I tend to lose momentum. I set a goal-—something totally doable-—but distraction or lack of motivation gets in the way of training or practicing or whatever I have to do to stay on track.
So what causes that lack of motivation? Maybe it coincides with the training getting hard (right around the day of the 18-miler in marathon training, for example), or maybe it has more to do with a mountain of dirty laundry, two dogs who need exercise and attention, a house that needs to be cleaned, and a marriage that needs to be nurtured.
Or maybe those are just excuses.
I’ve practiced Bikram Yoga on and off for 13 years. I’ve had dozens of instructors, but McKell was my favorite.
She offered an authentic calm that quieted the room and kept me focused on my own practice, not distracted by the leaner, stronger bodies around me. That calm belied a driven, goal-oriented woman, though, one who just opened her own Bikram studio in Kauai.
That news struck me because I don't associate "calm" with "driven." When I think of people achieving goals, I think of the chronic Facebook updaters, the people who tell you how many miles they ran that day, how hard they climbed, how accomplished they are. I don't think about the quiet strength I felt from McKell, which obviously works for her--goal achieved, studio opened.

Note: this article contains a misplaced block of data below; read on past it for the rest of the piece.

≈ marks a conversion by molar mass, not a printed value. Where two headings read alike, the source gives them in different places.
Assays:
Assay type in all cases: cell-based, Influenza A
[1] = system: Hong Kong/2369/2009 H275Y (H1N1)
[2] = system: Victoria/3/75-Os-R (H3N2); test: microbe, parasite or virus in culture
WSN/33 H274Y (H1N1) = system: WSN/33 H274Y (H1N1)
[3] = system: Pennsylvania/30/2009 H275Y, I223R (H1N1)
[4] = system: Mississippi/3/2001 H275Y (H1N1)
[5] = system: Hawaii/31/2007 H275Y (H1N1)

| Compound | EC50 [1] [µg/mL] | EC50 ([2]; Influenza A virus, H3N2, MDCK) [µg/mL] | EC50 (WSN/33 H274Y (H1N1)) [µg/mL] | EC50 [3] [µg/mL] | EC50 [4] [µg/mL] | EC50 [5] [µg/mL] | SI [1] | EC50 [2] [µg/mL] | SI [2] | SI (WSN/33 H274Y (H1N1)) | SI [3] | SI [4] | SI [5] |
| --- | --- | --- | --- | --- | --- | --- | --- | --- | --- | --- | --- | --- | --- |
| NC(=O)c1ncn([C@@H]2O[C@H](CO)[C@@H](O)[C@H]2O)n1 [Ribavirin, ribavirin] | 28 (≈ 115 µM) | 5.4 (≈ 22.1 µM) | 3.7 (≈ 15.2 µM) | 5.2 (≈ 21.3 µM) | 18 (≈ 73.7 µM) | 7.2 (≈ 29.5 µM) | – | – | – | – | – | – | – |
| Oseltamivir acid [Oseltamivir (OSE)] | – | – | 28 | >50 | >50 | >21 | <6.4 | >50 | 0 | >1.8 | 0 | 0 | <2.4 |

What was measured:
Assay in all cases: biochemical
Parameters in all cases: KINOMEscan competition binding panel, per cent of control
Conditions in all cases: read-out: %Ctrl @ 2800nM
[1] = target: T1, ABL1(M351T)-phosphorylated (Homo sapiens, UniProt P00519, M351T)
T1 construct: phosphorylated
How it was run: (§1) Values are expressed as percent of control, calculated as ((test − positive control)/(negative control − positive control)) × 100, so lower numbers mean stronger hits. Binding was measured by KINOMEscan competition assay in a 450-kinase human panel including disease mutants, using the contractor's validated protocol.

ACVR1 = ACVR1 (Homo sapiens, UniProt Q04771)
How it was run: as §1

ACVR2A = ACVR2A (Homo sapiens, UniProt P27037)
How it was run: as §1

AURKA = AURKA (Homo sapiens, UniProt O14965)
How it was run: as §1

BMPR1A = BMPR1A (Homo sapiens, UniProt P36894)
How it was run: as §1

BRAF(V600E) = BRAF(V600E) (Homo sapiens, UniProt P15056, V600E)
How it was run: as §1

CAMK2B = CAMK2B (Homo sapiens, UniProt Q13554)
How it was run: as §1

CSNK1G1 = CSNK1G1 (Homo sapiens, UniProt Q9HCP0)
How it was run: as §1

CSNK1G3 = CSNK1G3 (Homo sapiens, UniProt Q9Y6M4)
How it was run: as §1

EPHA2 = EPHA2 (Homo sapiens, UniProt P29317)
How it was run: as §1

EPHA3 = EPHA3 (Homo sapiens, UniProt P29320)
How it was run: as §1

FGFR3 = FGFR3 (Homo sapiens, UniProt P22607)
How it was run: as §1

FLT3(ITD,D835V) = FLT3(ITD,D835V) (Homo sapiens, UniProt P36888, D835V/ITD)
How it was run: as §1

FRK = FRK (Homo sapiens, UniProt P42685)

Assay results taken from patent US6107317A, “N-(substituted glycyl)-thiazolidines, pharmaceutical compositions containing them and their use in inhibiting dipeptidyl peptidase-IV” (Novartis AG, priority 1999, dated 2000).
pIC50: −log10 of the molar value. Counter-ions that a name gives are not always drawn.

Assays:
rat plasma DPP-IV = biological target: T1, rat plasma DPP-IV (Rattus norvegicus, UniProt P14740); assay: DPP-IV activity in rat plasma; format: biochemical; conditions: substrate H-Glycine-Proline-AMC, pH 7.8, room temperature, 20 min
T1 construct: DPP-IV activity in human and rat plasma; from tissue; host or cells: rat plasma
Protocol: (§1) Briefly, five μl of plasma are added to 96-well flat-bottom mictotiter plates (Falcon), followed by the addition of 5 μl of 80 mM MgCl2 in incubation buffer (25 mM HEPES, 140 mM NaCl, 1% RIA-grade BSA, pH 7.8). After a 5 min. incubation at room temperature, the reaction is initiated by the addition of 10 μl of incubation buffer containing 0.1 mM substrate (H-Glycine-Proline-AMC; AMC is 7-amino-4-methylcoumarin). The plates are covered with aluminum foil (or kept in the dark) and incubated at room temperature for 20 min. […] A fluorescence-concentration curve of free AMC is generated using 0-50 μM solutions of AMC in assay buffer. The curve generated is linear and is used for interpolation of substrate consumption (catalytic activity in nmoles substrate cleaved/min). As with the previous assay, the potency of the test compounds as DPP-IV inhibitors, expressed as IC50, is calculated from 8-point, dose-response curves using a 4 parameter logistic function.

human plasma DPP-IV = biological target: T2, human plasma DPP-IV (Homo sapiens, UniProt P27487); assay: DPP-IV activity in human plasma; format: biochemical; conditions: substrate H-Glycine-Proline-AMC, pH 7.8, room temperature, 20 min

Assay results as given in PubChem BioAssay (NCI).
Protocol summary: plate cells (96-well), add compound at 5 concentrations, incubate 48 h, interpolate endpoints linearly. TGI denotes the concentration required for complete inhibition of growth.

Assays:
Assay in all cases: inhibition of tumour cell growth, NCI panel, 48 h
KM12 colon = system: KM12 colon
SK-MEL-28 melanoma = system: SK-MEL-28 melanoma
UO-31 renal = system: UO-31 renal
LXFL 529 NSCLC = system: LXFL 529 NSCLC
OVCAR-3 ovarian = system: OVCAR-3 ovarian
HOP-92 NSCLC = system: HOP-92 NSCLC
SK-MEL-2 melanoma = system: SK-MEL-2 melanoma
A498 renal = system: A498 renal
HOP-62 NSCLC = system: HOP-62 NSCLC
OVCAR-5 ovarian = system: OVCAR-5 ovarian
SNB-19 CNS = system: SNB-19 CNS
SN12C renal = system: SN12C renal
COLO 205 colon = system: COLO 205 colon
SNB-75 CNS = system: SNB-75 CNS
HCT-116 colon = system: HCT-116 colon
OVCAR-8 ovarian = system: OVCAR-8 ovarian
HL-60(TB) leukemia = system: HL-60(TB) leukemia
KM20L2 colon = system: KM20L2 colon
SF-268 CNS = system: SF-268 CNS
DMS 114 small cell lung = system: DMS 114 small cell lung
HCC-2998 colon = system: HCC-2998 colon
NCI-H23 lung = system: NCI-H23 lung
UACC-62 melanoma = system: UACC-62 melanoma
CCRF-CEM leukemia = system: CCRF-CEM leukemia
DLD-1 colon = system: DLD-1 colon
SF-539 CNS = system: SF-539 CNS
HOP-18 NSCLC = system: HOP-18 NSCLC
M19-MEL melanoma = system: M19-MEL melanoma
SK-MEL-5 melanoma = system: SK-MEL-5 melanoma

I've said before that I don't want to talk about my goals because I don't want to have to report that I've failed or given up. It feels easier just to think about them on my own and either achieve them or not, without having to lose face if the outcome is "not."
But that's isolating, and when I think about the five years I've lived here, I can identify a pattern of isolation that's done absolutely nothing for me. I left the industry I love, which, for a while, was a good choice. I needed to learn new skills, needed to look at work from a different angle. I stopped climbing because I was tired of being average. I'd been in the Dip for a decade, and I didn't know how to push through. Training harder just injured me, and I tell you, I was tired of spending all my time doing something that made me feel bad, and feel bad about myself.